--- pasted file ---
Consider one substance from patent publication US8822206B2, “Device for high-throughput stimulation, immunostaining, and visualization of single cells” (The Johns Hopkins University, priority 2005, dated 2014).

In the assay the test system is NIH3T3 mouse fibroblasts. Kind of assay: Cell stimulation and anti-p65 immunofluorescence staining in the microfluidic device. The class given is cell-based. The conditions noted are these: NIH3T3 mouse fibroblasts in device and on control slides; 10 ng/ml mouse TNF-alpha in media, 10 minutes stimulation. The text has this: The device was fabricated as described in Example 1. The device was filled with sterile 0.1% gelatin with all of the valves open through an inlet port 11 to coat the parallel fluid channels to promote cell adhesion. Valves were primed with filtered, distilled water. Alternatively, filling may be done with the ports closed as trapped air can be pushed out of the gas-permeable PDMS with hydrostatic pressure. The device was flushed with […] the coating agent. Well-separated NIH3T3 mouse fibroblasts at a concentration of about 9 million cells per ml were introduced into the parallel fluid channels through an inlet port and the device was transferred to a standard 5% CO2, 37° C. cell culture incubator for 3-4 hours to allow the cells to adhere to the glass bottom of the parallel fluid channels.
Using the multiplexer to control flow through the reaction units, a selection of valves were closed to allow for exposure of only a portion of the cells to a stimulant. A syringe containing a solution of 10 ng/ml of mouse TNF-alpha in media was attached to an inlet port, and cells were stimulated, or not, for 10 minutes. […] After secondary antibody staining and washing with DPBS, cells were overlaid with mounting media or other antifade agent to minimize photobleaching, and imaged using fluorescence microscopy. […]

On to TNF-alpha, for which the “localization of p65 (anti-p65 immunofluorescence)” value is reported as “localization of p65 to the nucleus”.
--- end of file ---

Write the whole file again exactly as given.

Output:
Consider one substance from patent publication US8822206B2, “Device for high-throughput stimulation, immunostaining, and visualization of single cells” (The Johns Hopkins University, priority 2005, dated 2014).

In the assay the test system is NIH3T3 mouse fibroblasts. Kind of assay: Cell stimulation and anti-p65 immunofluorescence staining in the microfluidic device. The class given is cell-based. The conditions noted are these: NIH3T3 mouse fibroblasts in device and on control slides; 10 ng/ml mouse TNF-alpha in media, 10 minutes stimulation. The text has this: The device was fabricated as described in Example 1. The device was filled with sterile 0.1% gelatin with all of the valves open through an inlet port 11 to coat the parallel fluid channels to promote cell adhesion. Valves were primed with filtered, distilled water. Alternatively, filling may be done with the ports closed as trapped air can be pushed out of the gas-permeable PDMS with hydrostatic pressure. The device was flushed with […] the coating agent. Well-separated NIH3T3 mouse fibroblasts at a concentration of about 9 million cells per ml were introduced into the parallel fluid channels through an inlet port and the device was transferred to a standard 5% CO2, 37° C. cell culture incubator for 3-4 hours to allow the cells to adhere to the glass bottom of the parallel fluid channels.
Using the multiplexer to control flow through the reaction units, a selection of valves were closed to allow for exposure of only a portion of the cells to a stimulant. A syringe containing a solution of 10 ng/ml of mouse TNF-alpha in media was attached to an inlet port, and cells were stimulated, or not, for 10 minutes. […] After secondary antibody staining and washing with DPBS, cells were overlaid with mounting media or other antifade agent to minimize photobleaching, and imaged using fluorescence microscopy. […]

On to TNF-alpha, for which the “localization of p65 (anti-p65 immunofluorescence)” value is reported as “localization of p65 to the nucleus”.